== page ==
Stack Overflow is a community of 4.7 million programmers, just like you, helping each other.

Join them; it only takes a minute:

Sign up
Join the Stack Overflow community to:
  1. Ask programming questions
  2. Answer and help your peers
  3. Get recognized for your expertise

I have a piece of Java code in a String.

String javaCode = "if(polishScreenHeight >= 200 && " +
    "polishScreenHeight <= 235 && polishScreenWidth >= 220) { }";

Is it possible to convert this Java String to a Java statement and run it? Possibly using Java reflection?

share|improve this question
    
can you give an example when you need to execute this code and in what context? – Liviu T. Dec 8 '10 at 15:55
    
possible duplicate of Convert String to code in Java – dogbane Dec 8 '10 at 15:57
    
Ok, here is my complete method that is executed from main method of the java class - – blue-sky Dec 8 '10 at 16:09
    
private void getResolution(int polishScreenHeight, int polishScreenWidth){ if(polishScreenHeight >= 200 && polishScreenHeight <= 235 && polishScreenWidth >= 220) { System.out.println("<root dir=resources/base/design/220w200h"); } else { System.out.println("ROOT dir not found"); } } – blue-sky Dec 8 '10 at 16:11
    
Hope this helps, can I still use Beanshell? – blue-sky Dec 8 '10 at 16:11
up vote 11 down vote accepted

As has already been suggested you can compile, save and run code on the fly using the Compiler API.

Another neat alternative would be to use beanshell. Beanshell is no longer actively developed, but I can vouch for it's reliability, I've used it successfully in multiple production projects.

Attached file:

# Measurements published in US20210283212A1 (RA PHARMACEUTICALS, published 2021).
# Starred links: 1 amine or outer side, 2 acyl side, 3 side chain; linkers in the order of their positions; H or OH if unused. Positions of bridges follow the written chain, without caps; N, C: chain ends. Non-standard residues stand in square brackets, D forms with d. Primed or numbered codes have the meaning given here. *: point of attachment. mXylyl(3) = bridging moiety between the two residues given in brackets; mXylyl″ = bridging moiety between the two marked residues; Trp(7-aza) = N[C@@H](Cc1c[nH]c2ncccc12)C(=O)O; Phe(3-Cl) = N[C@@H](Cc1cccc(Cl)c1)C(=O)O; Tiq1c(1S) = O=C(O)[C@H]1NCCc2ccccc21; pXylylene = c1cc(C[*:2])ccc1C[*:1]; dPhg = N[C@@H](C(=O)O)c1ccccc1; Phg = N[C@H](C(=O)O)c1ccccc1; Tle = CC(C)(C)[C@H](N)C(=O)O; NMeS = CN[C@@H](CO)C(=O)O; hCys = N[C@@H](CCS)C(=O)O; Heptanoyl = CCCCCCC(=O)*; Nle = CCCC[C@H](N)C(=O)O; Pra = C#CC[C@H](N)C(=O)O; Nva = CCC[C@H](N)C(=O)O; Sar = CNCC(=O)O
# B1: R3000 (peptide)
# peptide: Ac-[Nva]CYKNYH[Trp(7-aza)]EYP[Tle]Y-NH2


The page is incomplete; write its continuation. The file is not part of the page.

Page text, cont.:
share|improve this answer
1  
Beanshell has a fork that may be actively developed: code.google.com/p/beanshell2 – David Aug 15 '12 at 22:30

Use BeanShell. There's a page on how to use it from Java.

share|improve this answer
    
+1 this is a good solution. One note thought: initializing the BSH interpreter takes some time. – Liviu T. Dec 8 '10 at 15:51
    
You can initialise it once and share, although I don't know if it's threadsafe. – Joel Dec 8 '10 at 16:58

As far as I know there is no simple way to do this.

However, in Java 6 onwards, you can compile source code for complete classes using javax.tools.Compiler. The compiled classes can then be loaded and executed. But I don't think this will achieve what you want.

share|improve this answer

Beanshell (as Boris suggested) is a way to "execute" java source code. But it looks like, you want to "execute" fragments that can interact with the compiled classes. Your example contains variabe names.

Reflection will definitly not help, because reflection targets classes ("classfiles").

You could try to define a complete class ("valid java source file"), compile it and load it (url classloader). Then you should be able to use the methods from that "live generated class". But once a class is loaded, you can't get rid of it (unload), so this will work only once (AFAIK).

share|improve this answer
1  
Beanshell can interact with compiled classes, so long as you bind them to the beanshell environment. – Joel Dec 8 '10 at 16:59
    
@Joel - good to know :) +1 for beanshell! – Andreas_D Dec 8 '10 at 21:01

Another way would be to execute your code as Groovy code, see this for an example.

share|improve this answer

Try the JavaCompiler API.

Someone else answered this way better than I could, though: Convert String to code in Java

Be careful before actually using something like this...

share|improve this answer

you can use this code to run method from using this code

new Statement(Object target, String methodName, Object[] arguments).execute();

import java.beans.Statement;

public class HelloWorld {

    public void method_name(String name) {
        System.out.println(name);
    }

    public static void main(String[] args) throws Exception {
        HelloWorld h = new HelloWorld();
        new Statement(h, "method_name", new Object[]{"Hello world"}).execute();
    }
}
share|improve this answer
    
If you provide some code please also give some code description to make it better understandable for others. – Robin Ellerkmann Jan 7 '15 at 17:39

Your Answer

 
discard

By posting your answer, you agree to the privacy policy and terms of service.

Not the answer you're looking for? Browse other questions tagged or ask your own question.